S and I need to do very little to be happy, to be learning, enjoying. We don’t have to go to a museum, a park, a music class, a swim class. But I forget this sometimes. When I see the neighbor kids going off to swim class on a Saturday morning, or hear about pretty much every toddler I know being in a music or gym class, I worry that I am not giving him enough opportunities to learn and grow…and then I check myself. He is two and a half. There is plenty of time for classes. We went to Gymboree pretty regularly when he was an infant, and for a couple of seasons, we went to Music Together classes here, but I don’t have him in anything now. Part of it is the expense, but the other part of it is just that feeling of having to be somewhere at a particular time and day. Why force that right now? Why not enjoy this time together, enjoy playing crazy games at our new home? Soon enough, he’ll be in preschool for three hours, three days a week.

So Friday turned into this absolutely lovely day at home. I was so freaking tired at the end of it, but happily. We played, played, played. But S also helped me cook jambalaya (he taste-tested and poured the oil in the pan). At one point while I was cooking, he went out back with his book and contentedly read by himself at his little table. It sort of broke my heart to see him reading out there by himself—I wasn’t sad, just realizing how much older and more mature he is now. Turning the pages, commenting quietly to himself, laughing at a picture, totally unaware I was watching him through the window.

And then he was inspired to go into the back yard and dance by himself. He was just strutting, pointing his arms this way and that, doing little jogs, punching the air like he sees his dad do when his dad is practicing martial arts. Oh my goodness. I was so happy for him. Enjoying his own company. Doing his own thing.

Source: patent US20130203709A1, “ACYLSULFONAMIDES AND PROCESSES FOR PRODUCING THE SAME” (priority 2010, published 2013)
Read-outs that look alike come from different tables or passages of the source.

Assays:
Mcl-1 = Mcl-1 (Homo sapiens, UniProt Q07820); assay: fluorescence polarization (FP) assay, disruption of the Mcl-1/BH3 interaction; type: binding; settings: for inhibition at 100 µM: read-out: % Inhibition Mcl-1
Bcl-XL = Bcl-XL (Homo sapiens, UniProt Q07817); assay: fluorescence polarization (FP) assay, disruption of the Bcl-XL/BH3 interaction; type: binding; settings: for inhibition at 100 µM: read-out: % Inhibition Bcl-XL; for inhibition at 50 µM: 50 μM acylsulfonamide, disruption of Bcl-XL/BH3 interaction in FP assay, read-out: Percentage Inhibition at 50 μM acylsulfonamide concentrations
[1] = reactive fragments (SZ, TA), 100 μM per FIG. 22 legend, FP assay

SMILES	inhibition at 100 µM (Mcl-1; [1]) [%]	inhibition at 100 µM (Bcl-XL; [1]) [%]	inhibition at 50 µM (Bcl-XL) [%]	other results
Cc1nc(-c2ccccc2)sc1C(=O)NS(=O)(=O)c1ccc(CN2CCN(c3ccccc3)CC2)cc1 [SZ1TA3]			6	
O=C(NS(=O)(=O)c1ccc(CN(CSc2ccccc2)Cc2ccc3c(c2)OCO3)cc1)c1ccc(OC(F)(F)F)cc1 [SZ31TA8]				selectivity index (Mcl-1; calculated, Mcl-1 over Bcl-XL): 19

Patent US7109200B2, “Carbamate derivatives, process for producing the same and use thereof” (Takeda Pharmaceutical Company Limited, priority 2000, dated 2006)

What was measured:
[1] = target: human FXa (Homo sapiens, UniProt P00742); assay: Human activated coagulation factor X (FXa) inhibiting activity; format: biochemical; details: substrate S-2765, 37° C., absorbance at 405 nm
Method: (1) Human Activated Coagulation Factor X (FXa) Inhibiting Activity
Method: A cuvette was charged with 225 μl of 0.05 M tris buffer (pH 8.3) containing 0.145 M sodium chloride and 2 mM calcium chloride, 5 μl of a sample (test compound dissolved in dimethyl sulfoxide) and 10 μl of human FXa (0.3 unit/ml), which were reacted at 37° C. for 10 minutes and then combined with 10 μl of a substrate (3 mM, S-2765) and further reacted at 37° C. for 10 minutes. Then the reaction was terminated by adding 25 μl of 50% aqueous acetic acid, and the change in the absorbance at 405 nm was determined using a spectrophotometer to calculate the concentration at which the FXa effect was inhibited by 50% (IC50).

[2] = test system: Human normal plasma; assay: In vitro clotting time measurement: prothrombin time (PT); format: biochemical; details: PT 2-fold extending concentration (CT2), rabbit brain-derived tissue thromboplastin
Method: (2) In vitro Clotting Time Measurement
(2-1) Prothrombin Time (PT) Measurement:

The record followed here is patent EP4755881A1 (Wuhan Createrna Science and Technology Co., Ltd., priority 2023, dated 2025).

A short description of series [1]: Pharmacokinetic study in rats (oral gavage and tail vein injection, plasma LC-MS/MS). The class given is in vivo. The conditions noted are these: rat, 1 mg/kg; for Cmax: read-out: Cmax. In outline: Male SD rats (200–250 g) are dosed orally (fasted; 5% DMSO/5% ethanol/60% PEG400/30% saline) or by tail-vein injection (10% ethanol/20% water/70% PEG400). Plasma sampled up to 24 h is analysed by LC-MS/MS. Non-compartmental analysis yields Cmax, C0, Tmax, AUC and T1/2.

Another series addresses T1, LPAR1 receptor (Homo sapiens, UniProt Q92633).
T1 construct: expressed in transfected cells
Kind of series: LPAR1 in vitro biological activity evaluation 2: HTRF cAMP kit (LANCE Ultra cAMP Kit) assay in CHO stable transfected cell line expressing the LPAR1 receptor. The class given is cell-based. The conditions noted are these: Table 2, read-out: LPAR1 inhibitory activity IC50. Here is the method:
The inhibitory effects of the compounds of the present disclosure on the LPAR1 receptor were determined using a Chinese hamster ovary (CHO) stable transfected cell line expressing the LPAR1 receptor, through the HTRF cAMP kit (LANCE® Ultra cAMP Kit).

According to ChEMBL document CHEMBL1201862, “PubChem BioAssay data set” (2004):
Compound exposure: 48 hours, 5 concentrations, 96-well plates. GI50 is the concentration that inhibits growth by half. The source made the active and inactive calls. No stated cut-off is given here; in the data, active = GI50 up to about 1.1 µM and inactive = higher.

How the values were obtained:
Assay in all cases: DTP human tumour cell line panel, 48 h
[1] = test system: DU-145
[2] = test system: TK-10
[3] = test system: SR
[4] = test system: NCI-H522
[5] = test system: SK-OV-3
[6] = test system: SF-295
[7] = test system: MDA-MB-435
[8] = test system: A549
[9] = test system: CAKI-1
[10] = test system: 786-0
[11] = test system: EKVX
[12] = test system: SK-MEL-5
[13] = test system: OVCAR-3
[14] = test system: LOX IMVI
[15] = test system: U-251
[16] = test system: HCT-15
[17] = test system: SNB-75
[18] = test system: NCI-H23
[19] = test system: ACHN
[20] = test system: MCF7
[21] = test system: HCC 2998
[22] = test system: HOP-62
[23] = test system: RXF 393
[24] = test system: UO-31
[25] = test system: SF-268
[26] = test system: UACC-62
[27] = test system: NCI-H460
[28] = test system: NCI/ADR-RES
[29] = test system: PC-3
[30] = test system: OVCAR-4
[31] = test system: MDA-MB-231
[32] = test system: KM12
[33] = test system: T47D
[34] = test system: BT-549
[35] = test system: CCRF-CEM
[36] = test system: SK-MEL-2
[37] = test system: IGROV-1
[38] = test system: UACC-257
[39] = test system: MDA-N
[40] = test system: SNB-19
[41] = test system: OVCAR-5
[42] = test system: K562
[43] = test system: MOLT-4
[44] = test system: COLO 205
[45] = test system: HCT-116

We read. We must read five to ten books a day. (Yesterday, I allowed him to watch a little something on TV in the afternoon and when I asked if he was ready for me to turn it off, he nodded and said, “Let’s read, Mommy!” Okay, totally proud.) At one point, we were on our big king-sized bed with all of the stuffed animals around, reading book after book. And then we pretended that one of the pillows was a campfire. I ran downstairs to get marshmallows and we put them on our fingers, to roast them over the pillow-campfire.

Then we went into the office/art/music room and I drew shapes on paper, and he colored them in with various colors. I wish I could remember the details of what we said—after that time together, I was absolutely dying to write down our conversations, but I never found the time. And now I forget. All I remember is the feeling of extraordinary closeness and wonder. Wonder at how much he is changing and learning each day.

He ended up taking his books and reading them to a semi-circle of his stuffed animals. “See the picture here baby kitty? You love it?” Ha!

The rest of the details of that day are gone like the wind, but what can you do but try to hold onto the little bits that stay…